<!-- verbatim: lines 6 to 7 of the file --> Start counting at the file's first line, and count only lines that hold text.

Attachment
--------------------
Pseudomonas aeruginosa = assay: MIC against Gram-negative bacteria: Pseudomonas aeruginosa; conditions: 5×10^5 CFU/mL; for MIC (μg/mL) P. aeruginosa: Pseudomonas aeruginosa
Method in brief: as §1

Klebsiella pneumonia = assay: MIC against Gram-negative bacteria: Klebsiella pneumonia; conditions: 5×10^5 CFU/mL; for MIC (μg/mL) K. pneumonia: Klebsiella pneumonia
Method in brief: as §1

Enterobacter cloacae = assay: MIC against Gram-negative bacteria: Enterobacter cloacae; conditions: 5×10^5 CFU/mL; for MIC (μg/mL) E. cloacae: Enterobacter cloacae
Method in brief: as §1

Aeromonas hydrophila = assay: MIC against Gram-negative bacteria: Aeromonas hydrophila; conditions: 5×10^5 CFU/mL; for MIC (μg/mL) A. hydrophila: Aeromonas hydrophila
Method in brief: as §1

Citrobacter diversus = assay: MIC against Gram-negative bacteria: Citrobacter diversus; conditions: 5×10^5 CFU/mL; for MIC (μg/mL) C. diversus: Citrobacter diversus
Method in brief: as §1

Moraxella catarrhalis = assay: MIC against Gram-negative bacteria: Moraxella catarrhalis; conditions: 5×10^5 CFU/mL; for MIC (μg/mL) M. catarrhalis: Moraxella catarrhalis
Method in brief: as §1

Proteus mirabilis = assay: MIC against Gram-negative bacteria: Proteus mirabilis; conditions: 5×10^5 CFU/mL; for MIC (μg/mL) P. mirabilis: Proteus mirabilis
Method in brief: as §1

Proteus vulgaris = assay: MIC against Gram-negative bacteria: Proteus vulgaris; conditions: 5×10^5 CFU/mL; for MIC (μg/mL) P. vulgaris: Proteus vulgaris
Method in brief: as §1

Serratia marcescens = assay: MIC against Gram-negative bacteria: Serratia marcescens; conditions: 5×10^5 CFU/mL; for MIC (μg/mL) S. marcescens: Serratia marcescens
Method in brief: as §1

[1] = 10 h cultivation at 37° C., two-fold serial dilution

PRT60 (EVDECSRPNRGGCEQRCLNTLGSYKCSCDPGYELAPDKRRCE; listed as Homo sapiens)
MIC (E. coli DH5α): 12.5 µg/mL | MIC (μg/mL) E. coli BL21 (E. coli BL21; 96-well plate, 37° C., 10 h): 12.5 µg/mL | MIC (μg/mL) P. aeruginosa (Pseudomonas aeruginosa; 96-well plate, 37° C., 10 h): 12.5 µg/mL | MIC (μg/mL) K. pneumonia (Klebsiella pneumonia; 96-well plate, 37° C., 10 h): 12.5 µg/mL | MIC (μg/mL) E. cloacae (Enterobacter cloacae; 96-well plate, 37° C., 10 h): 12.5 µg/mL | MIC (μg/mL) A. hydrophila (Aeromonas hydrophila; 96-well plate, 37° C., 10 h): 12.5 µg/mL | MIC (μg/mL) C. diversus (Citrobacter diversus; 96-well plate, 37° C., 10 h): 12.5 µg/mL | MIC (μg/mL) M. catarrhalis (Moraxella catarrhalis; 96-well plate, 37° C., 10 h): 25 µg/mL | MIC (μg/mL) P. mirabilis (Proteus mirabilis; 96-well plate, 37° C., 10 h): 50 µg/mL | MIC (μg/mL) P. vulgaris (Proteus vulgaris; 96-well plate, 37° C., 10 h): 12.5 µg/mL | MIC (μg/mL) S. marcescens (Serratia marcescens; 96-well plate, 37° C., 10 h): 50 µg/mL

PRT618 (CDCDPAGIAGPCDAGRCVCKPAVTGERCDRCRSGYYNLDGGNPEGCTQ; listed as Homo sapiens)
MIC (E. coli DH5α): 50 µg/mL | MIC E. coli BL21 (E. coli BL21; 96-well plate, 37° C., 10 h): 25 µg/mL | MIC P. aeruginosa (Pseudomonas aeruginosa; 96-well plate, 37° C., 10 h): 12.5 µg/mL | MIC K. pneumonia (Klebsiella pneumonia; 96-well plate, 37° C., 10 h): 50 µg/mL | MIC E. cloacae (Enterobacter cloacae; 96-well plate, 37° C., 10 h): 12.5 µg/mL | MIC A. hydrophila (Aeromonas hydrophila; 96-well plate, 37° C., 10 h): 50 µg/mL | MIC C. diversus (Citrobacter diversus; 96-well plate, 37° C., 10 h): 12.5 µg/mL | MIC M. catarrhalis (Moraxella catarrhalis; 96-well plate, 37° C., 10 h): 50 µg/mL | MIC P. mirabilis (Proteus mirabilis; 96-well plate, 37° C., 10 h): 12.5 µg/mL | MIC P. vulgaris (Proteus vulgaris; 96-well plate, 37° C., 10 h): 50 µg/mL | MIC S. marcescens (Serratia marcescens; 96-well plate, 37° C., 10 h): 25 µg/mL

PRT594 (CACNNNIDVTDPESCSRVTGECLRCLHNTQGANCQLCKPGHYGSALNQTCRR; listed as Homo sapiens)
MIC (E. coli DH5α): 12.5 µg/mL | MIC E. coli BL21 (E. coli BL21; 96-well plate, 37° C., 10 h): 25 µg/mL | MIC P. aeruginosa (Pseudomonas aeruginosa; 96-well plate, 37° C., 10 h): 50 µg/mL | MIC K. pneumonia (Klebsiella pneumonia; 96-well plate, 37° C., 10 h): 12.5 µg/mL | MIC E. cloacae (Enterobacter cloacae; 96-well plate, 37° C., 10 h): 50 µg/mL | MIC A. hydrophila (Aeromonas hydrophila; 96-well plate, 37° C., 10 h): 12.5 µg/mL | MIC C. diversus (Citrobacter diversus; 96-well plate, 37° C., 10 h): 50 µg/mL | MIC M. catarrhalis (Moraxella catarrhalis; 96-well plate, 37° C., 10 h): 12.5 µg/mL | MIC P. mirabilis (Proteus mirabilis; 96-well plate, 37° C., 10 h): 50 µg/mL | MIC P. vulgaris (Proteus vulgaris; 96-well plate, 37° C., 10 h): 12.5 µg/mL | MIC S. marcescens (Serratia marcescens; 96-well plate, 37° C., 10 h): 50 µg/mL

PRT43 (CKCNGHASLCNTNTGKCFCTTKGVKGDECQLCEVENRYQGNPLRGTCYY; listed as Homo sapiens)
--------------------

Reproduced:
Method in brief: as §1

Aeromonas hydrophila = assay: MIC against Gram-negative bacteria: Aeromonas hydrophila; conditions: 5×10^5 CFU/mL; for MIC (μg/mL) A. hydrophila: Aeromonas hydrophila